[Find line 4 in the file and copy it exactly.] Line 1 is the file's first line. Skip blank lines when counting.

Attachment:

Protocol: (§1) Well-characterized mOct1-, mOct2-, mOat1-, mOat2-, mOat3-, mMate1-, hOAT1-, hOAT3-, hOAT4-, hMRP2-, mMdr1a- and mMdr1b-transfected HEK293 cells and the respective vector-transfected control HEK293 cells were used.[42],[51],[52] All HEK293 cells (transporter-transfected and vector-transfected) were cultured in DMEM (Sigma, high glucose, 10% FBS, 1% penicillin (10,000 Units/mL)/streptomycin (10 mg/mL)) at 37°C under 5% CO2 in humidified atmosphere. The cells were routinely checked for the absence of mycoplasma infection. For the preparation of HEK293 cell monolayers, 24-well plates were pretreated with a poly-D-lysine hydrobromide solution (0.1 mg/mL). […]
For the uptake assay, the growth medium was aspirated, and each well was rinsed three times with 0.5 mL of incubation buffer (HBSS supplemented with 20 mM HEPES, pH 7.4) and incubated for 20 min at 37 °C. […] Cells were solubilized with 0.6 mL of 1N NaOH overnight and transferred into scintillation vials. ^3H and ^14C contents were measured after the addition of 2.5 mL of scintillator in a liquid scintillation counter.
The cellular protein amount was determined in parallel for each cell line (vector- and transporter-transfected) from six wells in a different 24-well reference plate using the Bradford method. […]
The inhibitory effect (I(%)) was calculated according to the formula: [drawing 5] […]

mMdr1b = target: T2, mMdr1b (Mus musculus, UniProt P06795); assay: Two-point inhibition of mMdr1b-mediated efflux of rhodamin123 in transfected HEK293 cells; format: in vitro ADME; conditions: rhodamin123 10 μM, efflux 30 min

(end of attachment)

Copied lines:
The inhibitory effect (I(%)) was calculated according to the formula: [drawing 5] […]